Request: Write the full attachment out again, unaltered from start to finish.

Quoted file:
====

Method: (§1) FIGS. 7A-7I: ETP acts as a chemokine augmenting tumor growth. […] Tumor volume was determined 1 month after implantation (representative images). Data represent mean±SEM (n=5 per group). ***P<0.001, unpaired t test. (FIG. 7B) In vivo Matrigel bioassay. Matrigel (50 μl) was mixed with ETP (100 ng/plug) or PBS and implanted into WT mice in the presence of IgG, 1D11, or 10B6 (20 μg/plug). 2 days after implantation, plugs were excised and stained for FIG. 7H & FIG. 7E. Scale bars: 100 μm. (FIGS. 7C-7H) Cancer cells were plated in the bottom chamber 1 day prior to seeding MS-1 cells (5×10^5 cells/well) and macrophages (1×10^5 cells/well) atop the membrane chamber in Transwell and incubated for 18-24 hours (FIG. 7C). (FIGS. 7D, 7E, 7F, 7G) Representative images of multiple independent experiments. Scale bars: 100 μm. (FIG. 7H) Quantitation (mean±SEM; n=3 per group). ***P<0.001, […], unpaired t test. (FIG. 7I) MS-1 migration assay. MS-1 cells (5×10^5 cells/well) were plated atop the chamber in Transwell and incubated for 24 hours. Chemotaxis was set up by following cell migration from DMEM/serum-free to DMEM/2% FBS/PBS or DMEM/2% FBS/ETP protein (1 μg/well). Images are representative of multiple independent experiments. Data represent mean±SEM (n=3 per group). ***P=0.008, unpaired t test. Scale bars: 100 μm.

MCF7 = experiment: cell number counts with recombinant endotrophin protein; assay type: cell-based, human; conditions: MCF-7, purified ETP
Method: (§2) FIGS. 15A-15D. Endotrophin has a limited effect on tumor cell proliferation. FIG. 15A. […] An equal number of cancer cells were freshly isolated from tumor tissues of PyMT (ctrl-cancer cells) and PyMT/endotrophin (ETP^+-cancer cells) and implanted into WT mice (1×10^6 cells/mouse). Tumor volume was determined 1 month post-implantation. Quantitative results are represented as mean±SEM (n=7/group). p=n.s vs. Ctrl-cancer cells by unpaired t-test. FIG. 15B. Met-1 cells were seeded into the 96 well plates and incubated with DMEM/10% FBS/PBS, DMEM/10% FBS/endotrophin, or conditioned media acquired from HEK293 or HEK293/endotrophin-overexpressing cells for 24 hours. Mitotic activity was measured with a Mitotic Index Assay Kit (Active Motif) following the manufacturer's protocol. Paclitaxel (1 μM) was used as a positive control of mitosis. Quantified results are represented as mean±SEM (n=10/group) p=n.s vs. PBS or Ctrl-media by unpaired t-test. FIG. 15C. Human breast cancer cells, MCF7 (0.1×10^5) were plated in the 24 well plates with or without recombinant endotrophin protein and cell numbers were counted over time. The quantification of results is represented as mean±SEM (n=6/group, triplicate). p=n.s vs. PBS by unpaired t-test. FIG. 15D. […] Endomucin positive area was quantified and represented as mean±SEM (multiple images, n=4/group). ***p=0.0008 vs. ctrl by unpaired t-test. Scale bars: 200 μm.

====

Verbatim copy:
Method: (§1) FIGS. 7A-7I: ETP acts as a chemokine augmenting tumor growth. […] Tumor volume was determined 1 month after implantation (representative images). Data represent mean±SEM (n=5 per group). ***P<0.001, unpaired t test. (FIG. 7B) In vivo Matrigel bioassay. Matrigel (50 μl) was mixed with ETP (100 ng/plug) or PBS and implanted into WT mice in the presence of IgG, 1D11, or 10B6 (20 μg/plug). 2 days after implantation, plugs were excised and stained for FIG. 7H & FIG. 7E. Scale bars: 100 μm. (FIGS. 7C-7H) Cancer cells were plated in the bottom chamber 1 day prior to seeding MS-1 cells (5×10^5 cells/well) and macrophages (1×10^5 cells/well) atop the membrane chamber in Transwell and incubated for 18-24 hours (FIG. 7C). (FIGS. 7D, 7E, 7F, 7G) Representative images of multiple independent experiments. Scale bars: 100 μm. (FIG. 7H) Quantitation (mean±SEM; n=3 per group). ***P<0.001, […], unpaired t test. (FIG. 7I) MS-1 migration assay. MS-1 cells (5×10^5 cells/well) were plated atop the chamber in Transwell and incubated for 24 hours. Chemotaxis was set up by following cell migration from DMEM/serum-free to DMEM/2% FBS/PBS or DMEM/2% FBS/ETP protein (1 μg/well). Images are representative of multiple independent experiments. Data represent mean±SEM (n=3 per group). ***P=0.008, unpaired t test. Scale bars: 100 μm.

MCF7 = experiment: cell number counts with recombinant endotrophin protein; assay type: cell-based, human; conditions: MCF-7, purified ETP
Method: (§2) FIGS. 15A-15D. Endotrophin has a limited effect on tumor cell proliferation. FIG. 15A. […] An equal number of cancer cells were freshly isolated from tumor tissues of PyMT (ctrl-cancer cells) and PyMT/endotrophin (ETP^+-cancer cells) and implanted into WT mice (1×10^6 cells/mouse). Tumor volume was determined 1 month post-implantation. Quantitative results are represented as mean±SEM (n=7/group). p=n.s vs. Ctrl-cancer cells by unpaired t-test. FIG. 15B. Met-1 cells were seeded into the 96 well plates and incubated with DMEM/10% FBS/PBS, DMEM/10% FBS/endotrophin, or conditioned media acquired from HEK293 or HEK293/endotrophin-overexpressing cells for 24 hours. Mitotic activity was measured with a Mitotic Index Assay Kit (Active Motif) following the manufacturer's protocol. Paclitaxel (1 μM) was used as a positive control of mitosis. Quantified results are represented as mean±SEM (n=10/group) p=n.s vs. PBS or Ctrl-media by unpaired t-test. FIG. 15C. Human breast cancer cells, MCF7 (0.1×10^5) were plated in the 24 well plates with or without recombinant endotrophin protein and cell numbers were counted over time. The quantification of results is represented as mean±SEM (n=6/group, triplicate). p=n.s vs. PBS by unpaired t-test. FIG. 15D. […] Endomucin positive area was quantified and represented as mean±SEM (multiple images, n=4/group). ***p=0.0008 vs. ctrl by unpaired t-test. Scale bars: 200 μm.